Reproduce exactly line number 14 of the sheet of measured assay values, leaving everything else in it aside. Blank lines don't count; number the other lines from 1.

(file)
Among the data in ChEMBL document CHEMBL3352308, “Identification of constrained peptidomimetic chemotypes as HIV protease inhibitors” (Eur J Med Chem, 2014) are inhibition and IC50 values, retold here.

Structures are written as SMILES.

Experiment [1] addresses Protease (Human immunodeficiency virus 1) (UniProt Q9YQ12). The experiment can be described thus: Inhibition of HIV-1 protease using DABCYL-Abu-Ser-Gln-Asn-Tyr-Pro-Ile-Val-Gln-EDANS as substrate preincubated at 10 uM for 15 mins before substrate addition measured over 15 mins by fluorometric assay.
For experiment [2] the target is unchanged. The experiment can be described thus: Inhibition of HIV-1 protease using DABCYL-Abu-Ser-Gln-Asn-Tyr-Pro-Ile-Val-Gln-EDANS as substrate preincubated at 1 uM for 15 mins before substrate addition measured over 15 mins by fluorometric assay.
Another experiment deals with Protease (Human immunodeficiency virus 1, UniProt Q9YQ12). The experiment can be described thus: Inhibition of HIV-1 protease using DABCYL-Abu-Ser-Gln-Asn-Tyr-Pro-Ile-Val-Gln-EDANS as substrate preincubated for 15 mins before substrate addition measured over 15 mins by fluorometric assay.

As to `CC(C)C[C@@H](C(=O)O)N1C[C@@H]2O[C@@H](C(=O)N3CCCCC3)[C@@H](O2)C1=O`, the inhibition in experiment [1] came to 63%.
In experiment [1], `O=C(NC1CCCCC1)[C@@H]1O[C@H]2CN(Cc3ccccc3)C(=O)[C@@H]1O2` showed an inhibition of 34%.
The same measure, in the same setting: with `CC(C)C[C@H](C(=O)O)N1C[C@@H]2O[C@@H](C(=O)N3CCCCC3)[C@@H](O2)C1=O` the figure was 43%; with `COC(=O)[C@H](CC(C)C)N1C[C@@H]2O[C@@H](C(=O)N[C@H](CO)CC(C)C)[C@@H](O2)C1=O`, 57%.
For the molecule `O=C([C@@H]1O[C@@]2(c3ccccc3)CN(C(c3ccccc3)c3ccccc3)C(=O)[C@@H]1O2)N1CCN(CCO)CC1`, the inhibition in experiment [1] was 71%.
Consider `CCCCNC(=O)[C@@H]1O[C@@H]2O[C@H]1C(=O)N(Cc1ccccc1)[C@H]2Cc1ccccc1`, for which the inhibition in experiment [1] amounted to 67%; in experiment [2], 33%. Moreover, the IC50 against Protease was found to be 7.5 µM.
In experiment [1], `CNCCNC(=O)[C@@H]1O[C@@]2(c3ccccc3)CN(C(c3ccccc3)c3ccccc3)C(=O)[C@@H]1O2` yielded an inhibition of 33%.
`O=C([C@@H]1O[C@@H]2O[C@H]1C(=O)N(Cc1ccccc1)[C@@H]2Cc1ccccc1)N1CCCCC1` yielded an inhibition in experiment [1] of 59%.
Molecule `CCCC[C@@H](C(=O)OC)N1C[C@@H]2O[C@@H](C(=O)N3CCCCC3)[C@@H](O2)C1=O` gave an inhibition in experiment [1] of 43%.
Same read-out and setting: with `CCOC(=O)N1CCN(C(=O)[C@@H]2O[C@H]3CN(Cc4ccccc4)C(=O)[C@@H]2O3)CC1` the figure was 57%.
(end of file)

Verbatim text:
Same read-out and setting: with `CCOC(=O)N1CCN(C(=O)[C@@H]2O[C@H]3CN(Cc4ccccc4)C(=O)[C@@H]2O3)CC1` the figure was 57%.